Family Ministry Coordinator Baton Rouge, LA Priest-in-Charge Lebanon, OH AddThis Sharing ButtonsShare to PrintFriendlyPrintFriendlyShare to FacebookFacebookShare to TwitterTwitterShare to EmailEmailShare to MoreAddThis San Diego congregation celebrates Congolese family’s reunion with father as asylum case looms Submit an Event Listing An Evening with Presiding Bishop Curry and Iconographer Kelly Latimore Episcopal Migration Ministries via Zoom June 23 @ 6 p.m. ET New Berrigan Book With Episcopal Roots Cascade Books Featured Events This Summer’s Anti-Racism Training Online Course (Diocese of New Jersey) June 18-July 16 Curate Diocese of Nebraska Episcopal Charities of the Diocese of New York Hires Reverend Kevin W. VanHook, II as Executive Director Episcopal Charities of the Diocese of New York Virtual Celebration of the Jerusalem Princess Basma Center Zoom Conversation June 19 @ 12 p.m. ET Canon for Family Ministry Jackson, MS Join the Episcopal Diocese of Texas in Celebrating the Pauli Murray Feast Online Worship Service June 27 The Church Investment Group Commends the Taskforce on the Theology of Money on its report, The Theology of Money and Investing as Doing Theology Church Investment Group Course Director Jerusalem, Israel Assistant/Associate Priest Scottsdale, AZ In-person Retreat: Thanksgiving Trinity Retreat Center (West Cornwall, CT) Nov. 24-28 TryTank Experimental Lab and York St. John University of England Launch Survey to Study the Impact of Covid-19 on the Episcopal Church TryTank Experimental Lab Immigration, Ya no son extranjeros: Un diálogo acerca de inmigración Una conversación de Zoom June 22 @ 7 p.m. ET Curate (Associate & Priest-in-Charge) Traverse City, MI The Church Pension Fund Invests $20 Million in Impact Investment Fund Designed to Preserve Workforce Housing Communities Nationwide Church Pension Group Rector Hopkinsville, KY Submit a Press Release Associate Priest for Pastoral Care New York, NY Rector Martinsville, VA Assistant/Associate Rector Washington, DC Missioner for Disaster Resilience Sacramento, CA Rector/Priest in Charge (PT) Lisbon, ME Remember Holy Land Christians on Jerusalem Sunday, June 20 American Friends of the Episcopal Diocese of Jerusalem Director of Administration & Finance Atlanta, GA Rector (FT or PT) Indian River, MI By David PaulsenPosted Aug 26, 2019 Rector Tampa, FL Youth Minister Lorton, VA Priest Associate or Director of Adult Ministries Greenville, SC Press Release Service Rector Washington, DC Tags Rector Knoxville, TN Seminary of the Southwest announces appointment of two new full time faculty members Seminary of the Southwest Rector and Chaplain Eugene, OR Episcopal Migration Ministries’ Virtual Prayer Vigil for World Refugee Day Facebook Live Prayer Vigil June 20 @ 7 p.m. ET Submit a Job Listing Associate Rector Columbus, GA Rector Belleville, IL Associate Rector for Family Ministries Anchorage, AK Cathedral Dean Boise, ID Bishop Diocesan Springfield, IL Inaugural Diocesan Feast Day Celebrating Juneteenth San Francisco, CA (and livestream) June 19 @ 2 p.m. PT Featured Jobs & Calls Rector Shreveport, LA Rector Smithfield, NC Rector Pittsburgh, PA Rector Collierville, TN Director of Music Morristown, NJ Assistant/Associate Rector Morristown, NJ Rector Albany, NY Refugees Migration & Resettlement Constantin Bakala is reunited with his wife and seven children at San Diego International Airport in California on Aug. 19. Photo: Marc L. Lieberman[Episcopal News Service] A Congolese asylum-seeker who had been separated on the U.S. border from his wife and seven children and held in federal detention for nearly two years reunited with his family last week in California. On Aug. 25 they celebrated his release with the Episcopal congregation that has rallied behind Constantin Bakala and his family.“The joy that I feel right now, I have no words for it,” Bakala said in French, according to a KPBS report on the Sunday afternoon celebration at St. Luke’s Episcopal Church in San Diego.Bakala and his family still could be sent back to their native Congo, which they fled under threat of persecution and violence. But for now, they are rejoicing that Bakala was granted parole and released to await the outcome of the case with the rest of his family.Until last week, his wife and children hadn’t seen Bakala since November 2017, when the family arrived in Tijuana, Mexico, and requested asylum at the border, as prescribed by U.S. law. Bakala’s wife, Annie Bwetu Kapongo, was required to wear an ankle monitor so she could be released with her children while their cases were pending, but Bakala was detained and held at a series of immigration facilities.As the family kept in contact with Bakala by phone, Kapongo and the children were welcomed at St. Luke’s. Some of the children, ages 6 to 17, began serving as acolytes and singing in the choir, the Rev. Colin Mathewson, the vicar, told Episcopal News Service in March. The congregation, which he co-pastors with his wife, the Rev. Laurel Mathewson, is a mix of native-born Americans, Sudanese immigrant families and newer Congolese refugees.Bakala had been aligned with an opposition political party that promoted democratic reforms in Congo, where government security forces are accused of abuses against civilians amid a growing humanitarian crisis. Bakala fears he will be killed if he is sent back, Colin Mathewson said.The congregation rejoiced with the family in March when Bakala won a stay of deportation while federal officials considered a request to reopen his asylum case. The congregation cheered again after Bakala arrived Aug. 19 at San Diego International Airport and hugged his wife and children for the first time in 20 months.His daughter, Marie Louise Bakala, told KGTV it was a wish come true to have him back in time for her 18th birthday next month.“I am really grateful to God and to all those people who are helping me and my family to be together,” she said.With the asylum case moved to California, the family is waiting for a trial date, KGTV reported.– David Paulsen is an editor and reporter for Episcopal News Service. He can be reached at [email protected] Rector Bath, NC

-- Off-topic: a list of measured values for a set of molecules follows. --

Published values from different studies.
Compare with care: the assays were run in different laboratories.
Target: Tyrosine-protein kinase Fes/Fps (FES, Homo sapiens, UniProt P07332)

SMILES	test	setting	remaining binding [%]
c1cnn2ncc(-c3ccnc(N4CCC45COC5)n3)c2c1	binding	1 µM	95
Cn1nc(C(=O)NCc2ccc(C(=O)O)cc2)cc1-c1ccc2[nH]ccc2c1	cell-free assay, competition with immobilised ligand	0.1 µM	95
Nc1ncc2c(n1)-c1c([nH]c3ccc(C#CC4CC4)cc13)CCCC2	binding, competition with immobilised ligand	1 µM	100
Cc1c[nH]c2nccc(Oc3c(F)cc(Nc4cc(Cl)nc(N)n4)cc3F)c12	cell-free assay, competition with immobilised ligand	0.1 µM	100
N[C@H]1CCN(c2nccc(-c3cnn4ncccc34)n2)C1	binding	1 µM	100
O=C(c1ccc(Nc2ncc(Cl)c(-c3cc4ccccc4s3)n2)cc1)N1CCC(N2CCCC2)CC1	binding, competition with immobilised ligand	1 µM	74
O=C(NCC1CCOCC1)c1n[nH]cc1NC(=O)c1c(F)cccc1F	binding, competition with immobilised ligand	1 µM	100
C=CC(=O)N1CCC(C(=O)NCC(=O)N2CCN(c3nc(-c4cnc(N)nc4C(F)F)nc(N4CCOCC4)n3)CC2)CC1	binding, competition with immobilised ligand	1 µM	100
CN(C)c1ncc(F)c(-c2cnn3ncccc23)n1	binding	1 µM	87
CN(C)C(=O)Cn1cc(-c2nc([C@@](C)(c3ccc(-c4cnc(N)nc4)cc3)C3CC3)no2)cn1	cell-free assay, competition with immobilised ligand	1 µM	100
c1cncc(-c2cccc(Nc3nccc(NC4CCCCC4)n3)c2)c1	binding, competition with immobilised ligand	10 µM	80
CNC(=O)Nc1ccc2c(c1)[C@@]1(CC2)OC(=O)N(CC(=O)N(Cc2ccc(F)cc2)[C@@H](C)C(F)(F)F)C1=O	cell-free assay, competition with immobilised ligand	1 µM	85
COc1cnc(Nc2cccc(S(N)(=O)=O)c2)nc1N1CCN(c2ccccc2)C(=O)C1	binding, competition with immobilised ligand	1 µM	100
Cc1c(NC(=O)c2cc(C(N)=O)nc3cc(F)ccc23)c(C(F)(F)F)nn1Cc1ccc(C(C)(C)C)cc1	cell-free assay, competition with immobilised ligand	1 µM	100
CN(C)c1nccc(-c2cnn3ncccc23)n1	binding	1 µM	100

As winter still chills the bones, spring seed catalogs are warming mailboxeseverywhere. Mixed with offers of amazing azaleas and zippy zinnias are more unusual items:bugs. Good bugs. Earthworms, ladybugs and nematodes. Why buy bugs from a catalog? “People buying predators such as lady beetles are often disappointed,” saidBeverly Sparks, a University of Georgia Extension Service entomologist. “They buy them and release them in their garden area,” she said. “And whenthey go back in 30 minutes the beetles are dispersed.” The problem is not getting these beneficial creatures into your garden. It’sgetting them to stay put. “We recommend that people observe their garden and see if they have theinsects there,” Sparks said. “Then preserve them. Don’t buy them and bring them in.” But the beneficial bug game is a real “Catch-22.” “It’s a trick,” Sparks said. “They’re predators, so insects have to be around orthe beneficial ones will leave.” If you don’t have bad bugs, you probably won’t have good bugs either. If you have sprayed for insects using a lingering insecticide, you will also killyour beneficial insects. Beneficial insects such as lady beetles are easy to spot. Nematodes, on the otherhand, are much harder. “There are plant-parasitic nematodes and insect-parasitic nematodes,” Sparkssaid. “You won’t necessarily see the nematodes themselves but can see evidence ofthem.” If you closely examine bodies of dead insects found in the soil, you may see thetiny parasitic nematodes. “One problem with buying nematodes to use in your garden is that they attackmost soil-dwelling insects whether they’re beneficial bugs or pests,” Sparks said. You can test for an abundance of earthworms by digging through the soil. Youshould find either the worms themselves or the channels they dig. If you have goodsoil, you’ll have earthworms. If you don’t have good soil, earthworms won’t stay evenif you put them there. To keep your natural supply of beneficial insects, remember that they need asupply of pests to feed on. “If they don’t have a ready food supply, lady beetles will fly away,” Sparkssaid. “Nematodes naturally occur in the soil and can’t move great distances as ladybeetles do.” If you have pests in your garden, the area will attract beneficial insectsnaturally. Bringing in the insects when the pests aren’t there for the predators to feedon won’t be much help.